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Comparison of thrombin generation assay with conventional coagulation tests in evaluation of bleeding risk in patients with rare bleeding disorders.

Authors
  • Zekavat, Omid R
  • Haghpanah, Sezaneh
  • Dehghani, Javad
  • Afrasiabi, Abdolreza
  • Peyvandi, Flora
  • Karimi, Mehran
Type
Published Article
Journal
Clinical and applied thrombosis/hemostasis : official journal of the International Academy of Clinical and Applied Thrombosis/Hemostasis
Publication Date
Sep 01, 2014
Volume
20
Issue
6
Pages
637–644
Identifiers
DOI: 10.1177/1076029613475473
PMID: 23393288
Source
Medline
Keywords
License
Unknown

Abstract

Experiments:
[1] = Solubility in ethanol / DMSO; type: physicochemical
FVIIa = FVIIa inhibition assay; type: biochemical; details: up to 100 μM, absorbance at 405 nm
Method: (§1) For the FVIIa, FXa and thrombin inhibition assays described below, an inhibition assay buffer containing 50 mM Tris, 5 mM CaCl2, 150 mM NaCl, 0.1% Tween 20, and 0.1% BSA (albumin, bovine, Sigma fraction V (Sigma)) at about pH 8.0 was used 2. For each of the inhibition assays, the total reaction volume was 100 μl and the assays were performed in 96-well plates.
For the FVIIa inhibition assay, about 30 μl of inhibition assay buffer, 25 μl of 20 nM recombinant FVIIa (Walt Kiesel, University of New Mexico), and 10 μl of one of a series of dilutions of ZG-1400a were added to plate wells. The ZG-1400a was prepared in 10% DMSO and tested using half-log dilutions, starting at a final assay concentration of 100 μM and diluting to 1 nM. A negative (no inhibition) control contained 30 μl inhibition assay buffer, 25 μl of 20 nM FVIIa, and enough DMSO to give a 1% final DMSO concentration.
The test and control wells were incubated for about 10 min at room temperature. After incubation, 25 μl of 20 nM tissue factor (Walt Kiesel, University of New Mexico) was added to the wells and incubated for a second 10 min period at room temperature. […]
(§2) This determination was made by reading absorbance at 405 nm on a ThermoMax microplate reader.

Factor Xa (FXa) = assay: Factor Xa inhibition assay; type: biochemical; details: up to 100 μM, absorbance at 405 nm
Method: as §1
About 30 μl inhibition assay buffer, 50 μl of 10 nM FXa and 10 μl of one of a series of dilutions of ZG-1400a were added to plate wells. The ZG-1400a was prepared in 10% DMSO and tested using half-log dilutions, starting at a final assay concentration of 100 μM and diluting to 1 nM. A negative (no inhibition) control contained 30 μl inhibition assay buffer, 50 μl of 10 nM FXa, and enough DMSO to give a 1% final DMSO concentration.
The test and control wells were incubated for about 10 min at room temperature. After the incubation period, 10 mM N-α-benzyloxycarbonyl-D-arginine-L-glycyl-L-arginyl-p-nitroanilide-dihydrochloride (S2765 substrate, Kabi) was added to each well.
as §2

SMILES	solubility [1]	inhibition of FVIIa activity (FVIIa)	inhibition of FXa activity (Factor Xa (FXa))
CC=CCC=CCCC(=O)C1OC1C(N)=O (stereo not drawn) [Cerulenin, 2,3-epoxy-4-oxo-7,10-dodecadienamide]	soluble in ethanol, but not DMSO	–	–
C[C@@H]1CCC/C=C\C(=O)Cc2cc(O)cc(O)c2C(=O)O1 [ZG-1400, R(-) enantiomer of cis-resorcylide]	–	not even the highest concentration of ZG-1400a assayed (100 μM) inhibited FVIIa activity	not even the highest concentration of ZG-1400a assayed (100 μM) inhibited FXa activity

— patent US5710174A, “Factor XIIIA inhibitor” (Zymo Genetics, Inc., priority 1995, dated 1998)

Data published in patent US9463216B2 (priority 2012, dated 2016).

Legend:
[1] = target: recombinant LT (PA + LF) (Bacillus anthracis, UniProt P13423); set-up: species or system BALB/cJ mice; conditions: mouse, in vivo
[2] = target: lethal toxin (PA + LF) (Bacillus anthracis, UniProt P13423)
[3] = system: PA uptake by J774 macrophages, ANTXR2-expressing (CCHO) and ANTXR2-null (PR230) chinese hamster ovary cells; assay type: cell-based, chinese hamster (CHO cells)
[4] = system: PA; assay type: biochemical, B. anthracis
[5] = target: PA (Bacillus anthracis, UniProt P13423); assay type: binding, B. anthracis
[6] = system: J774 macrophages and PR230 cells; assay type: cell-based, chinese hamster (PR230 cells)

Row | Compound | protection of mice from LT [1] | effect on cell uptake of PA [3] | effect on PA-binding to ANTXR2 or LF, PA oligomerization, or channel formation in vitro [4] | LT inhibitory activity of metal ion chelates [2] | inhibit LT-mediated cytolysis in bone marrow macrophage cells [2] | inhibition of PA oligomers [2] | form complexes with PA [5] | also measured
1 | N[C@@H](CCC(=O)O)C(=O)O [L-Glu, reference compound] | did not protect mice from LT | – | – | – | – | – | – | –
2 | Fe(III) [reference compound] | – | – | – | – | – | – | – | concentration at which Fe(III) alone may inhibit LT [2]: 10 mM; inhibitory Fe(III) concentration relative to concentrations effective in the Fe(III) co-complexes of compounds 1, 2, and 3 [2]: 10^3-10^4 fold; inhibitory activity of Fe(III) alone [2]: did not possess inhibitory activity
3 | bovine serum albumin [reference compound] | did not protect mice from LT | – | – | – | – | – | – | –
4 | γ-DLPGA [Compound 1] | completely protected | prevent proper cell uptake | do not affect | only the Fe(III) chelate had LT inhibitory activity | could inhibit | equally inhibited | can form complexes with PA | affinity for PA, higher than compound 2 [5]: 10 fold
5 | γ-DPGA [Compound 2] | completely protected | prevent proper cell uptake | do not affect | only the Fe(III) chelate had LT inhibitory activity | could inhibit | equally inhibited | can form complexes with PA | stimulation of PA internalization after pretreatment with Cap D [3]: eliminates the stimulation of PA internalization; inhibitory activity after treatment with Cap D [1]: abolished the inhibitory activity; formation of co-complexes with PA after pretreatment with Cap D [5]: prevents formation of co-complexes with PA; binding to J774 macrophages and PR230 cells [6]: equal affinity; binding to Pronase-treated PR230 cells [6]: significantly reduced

Based on the premise that the capacity of plasma to generate thrombin in vitro is a comprehensive and precise functional test of the clotting system, we designed a cross-sectional, single-center study involving 83 patients with rare bleeding disorders (RBDs) to compare the usefulness of the thrombin generation (TG) assay versus conventional tests including prothrombin time (PT) and activated partial thromboplastin time (aPTT) in predicting bleeding risk in patients with RBD in southern Iran. The TG parameters consisted of endogenous thrombin potential, lag time, peak, time to peak (ttPeak), and start tail. The area under the receiver-operating characteristic (ROC) curve showed statistically significant associations between bleeding risk and lag time, ttPeak, and start tail. We determined cutoff values for these 3 TG parameters and obtained a negative predictive value of 86% to 90% in patients with RBD who had a bleeding score (BS) ≤13. The ROC curves for the association of PT and aPTT with BS did not indicate any significant association. Correlation analysis supported the results of ROC curve analysis, only lag time, ttPeak, and start tail showed significant positive correlations with BS (P < .05). Disease severity based on plasma factor activity was significantly associated with prolonged lag time and ttPeak and with prolonged PT (P <.05). We suggest that TG assay is a potentially more useful tool for predicting the bleeding risk in patients with RBD. However, the small sample size in different RBD subgroups precluded subgroup analysis. Prospective multicenter studies with larger numbers of patients are therefore advisable.

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